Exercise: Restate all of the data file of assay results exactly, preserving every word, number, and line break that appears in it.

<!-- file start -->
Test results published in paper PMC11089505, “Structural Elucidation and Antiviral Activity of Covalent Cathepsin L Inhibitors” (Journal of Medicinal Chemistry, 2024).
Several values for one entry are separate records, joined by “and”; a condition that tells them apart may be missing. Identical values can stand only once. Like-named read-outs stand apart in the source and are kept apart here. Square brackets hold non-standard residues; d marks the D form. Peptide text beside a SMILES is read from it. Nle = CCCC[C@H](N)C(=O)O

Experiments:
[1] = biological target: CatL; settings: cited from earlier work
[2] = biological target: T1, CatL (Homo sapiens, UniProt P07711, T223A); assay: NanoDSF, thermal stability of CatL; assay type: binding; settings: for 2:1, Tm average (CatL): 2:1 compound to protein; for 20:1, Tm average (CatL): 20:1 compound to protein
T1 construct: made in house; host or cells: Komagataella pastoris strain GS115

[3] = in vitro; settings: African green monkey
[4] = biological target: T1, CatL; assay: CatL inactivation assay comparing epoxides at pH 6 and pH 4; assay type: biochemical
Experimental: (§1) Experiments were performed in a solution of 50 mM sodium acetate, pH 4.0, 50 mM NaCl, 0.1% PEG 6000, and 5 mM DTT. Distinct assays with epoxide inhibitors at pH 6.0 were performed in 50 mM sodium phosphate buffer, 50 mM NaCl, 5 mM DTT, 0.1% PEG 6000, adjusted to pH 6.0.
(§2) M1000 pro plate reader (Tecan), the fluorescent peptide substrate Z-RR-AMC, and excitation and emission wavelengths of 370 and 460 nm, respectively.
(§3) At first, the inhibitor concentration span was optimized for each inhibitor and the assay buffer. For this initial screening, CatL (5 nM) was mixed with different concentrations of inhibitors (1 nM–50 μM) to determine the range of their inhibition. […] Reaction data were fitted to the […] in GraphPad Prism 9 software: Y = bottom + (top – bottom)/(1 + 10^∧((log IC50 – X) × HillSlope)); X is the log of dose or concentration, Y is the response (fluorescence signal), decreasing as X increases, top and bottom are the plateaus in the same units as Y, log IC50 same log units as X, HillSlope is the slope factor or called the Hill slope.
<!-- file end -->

Test results published in paper PMC11089505, “Structural Elucidation and Antiviral Activity of Covalent Cathepsin L Inhibitors” (Journal of Medicinal Chemistry, 2024).
Several values for one entry are separate records, joined by “and”; a condition that tells them apart may be missing. Identical values can stand only once. Like-named read-outs stand apart in the source and are kept apart here. Square brackets hold non-standard residues; d marks the D form. Peptide text beside a SMILES is read from it. Nle = CCCC[C@H](N)C(=O)O

Experiments:
[1] = biological target: CatL; settings: cited from earlier work
[2] = biological target: T1, CatL (Homo sapiens, UniProt P07711, T223A); assay: NanoDSF, thermal stability of CatL; assay type: binding; settings: for 2:1, Tm average (CatL): 2:1 compound to protein; for 20:1, Tm average (CatL): 20:1 compound to protein
T1 construct: made in house; host or cells: Komagataella pastoris strain GS115

[3] = in vitro; settings: African green monkey
[4] = biological target: T1, CatL; assay: CatL inactivation assay comparing epoxides at pH 6 and pH 4; assay type: biochemical
Experimental: (§1) Experiments were performed in a solution of 50 mM sodium acetate, pH 4.0, 50 mM NaCl, 0.1% PEG 6000, and 5 mM DTT. Distinct assays with epoxide inhibitors at pH 6.0 were performed in 50 mM sodium phosphate buffer, 50 mM NaCl, 5 mM DTT, 0.1% PEG 6000, adjusted to pH 6.0.
(§2) M1000 pro plate reader (Tecan), the fluorescent peptide substrate Z-RR-AMC, and excitation and emission wavelengths of 370 and 460 nm, respectively.
(§3) At first, the inhibitor concentration span was optimized for each inhibitor and the assay buffer. For this initial screening, CatL (5 nM) was mixed with different concentrations of inhibitors (1 nM–50 μM) to determine the range of their inhibition. […] Reaction data were fitted to the […] in GraphPad Prism 9 software: Y = bottom + (top – bottom)/(1 + 10^∧((log IC50 – X) × HillSlope)); X is the log of dose or concentration, Y is the response (fluorescence signal), decreasing as X increases, top and bottom are the plateaus in the same units as Y, log IC50 same log units as X, HillSlope is the slope factor or called the Hill slope.